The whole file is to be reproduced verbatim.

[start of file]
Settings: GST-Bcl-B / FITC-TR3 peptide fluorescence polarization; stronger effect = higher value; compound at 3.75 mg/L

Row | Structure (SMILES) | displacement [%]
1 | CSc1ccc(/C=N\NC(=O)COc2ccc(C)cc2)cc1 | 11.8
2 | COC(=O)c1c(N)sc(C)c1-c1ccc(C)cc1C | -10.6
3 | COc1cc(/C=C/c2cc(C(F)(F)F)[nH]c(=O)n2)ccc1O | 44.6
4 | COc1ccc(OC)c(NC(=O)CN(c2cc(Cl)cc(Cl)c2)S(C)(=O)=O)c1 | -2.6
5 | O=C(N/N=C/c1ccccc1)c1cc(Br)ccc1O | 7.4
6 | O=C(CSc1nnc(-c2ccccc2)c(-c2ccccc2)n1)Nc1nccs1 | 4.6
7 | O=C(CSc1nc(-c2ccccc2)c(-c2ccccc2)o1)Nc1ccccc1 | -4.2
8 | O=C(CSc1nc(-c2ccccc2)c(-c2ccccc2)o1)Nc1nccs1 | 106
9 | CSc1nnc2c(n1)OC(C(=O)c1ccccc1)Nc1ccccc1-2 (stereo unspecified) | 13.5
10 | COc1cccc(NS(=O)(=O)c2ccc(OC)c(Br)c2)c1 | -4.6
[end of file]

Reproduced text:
Settings: GST-Bcl-B / FITC-TR3 peptide fluorescence polarization; stronger effect = higher value; compound at 3.75 mg/L

Row | Structure (SMILES) | displacement [%]
1 | CSc1ccc(/C=N\NC(=O)COc2ccc(C)cc2)cc1 | 11.8
2 | COC(=O)c1c(N)sc(C)c1-c1ccc(C)cc1C | -10.6
3 | COc1cc(/C=C/c2cc(C(F)(F)F)[nH]c(=O)n2)ccc1O | 44.6
4 | COc1ccc(OC)c(NC(=O)CN(c2cc(Cl)cc(Cl)c2)S(C)(=O)=O)c1 | -2.6
5 | O=C(N/N=C/c1ccccc1)c1cc(Br)ccc1O | 7.4
6 | O=C(CSc1nnc(-c2ccccc2)c(-c2ccccc2)n1)Nc1nccs1 | 4.6
7 | O=C(CSc1nc(-c2ccccc2)c(-c2ccccc2)o1)Nc1ccccc1 | -4.2
8 | O=C(CSc1nc(-c2ccccc2)c(-c2ccccc2)o1)Nc1nccs1 | 106
9 | CSc1nnc2c(n1)OC(C(=O)c1ccccc1)Nc1ccccc1-2 (stereo unspecified) | 13.5
10 | COc1cccc(NS(=O)(=O)c2ccc(OC)c(Br)c2)c1 | -4.6